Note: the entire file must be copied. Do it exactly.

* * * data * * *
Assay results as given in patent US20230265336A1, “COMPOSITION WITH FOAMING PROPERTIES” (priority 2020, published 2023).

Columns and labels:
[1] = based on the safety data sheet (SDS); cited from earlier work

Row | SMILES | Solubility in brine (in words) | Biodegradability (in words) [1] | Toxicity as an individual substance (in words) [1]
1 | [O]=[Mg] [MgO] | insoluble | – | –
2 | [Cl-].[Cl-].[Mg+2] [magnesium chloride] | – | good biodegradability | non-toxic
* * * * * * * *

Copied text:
Assay results as given in patent US20230265336A1, “COMPOSITION WITH FOAMING PROPERTIES” (priority 2020, published 2023).

Columns and labels:
[1] = based on the safety data sheet (SDS); cited from earlier work

Row | SMILES | Solubility in brine (in words) | Biodegradability (in words) [1] | Toxicity as an individual substance (in words) [1]
1 | [O]=[Mg] [MgO] | insoluble | – | –
2 | [Cl-].[Cl-].[Mg+2] [magnesium chloride] | – | good biodegradability | non-toxic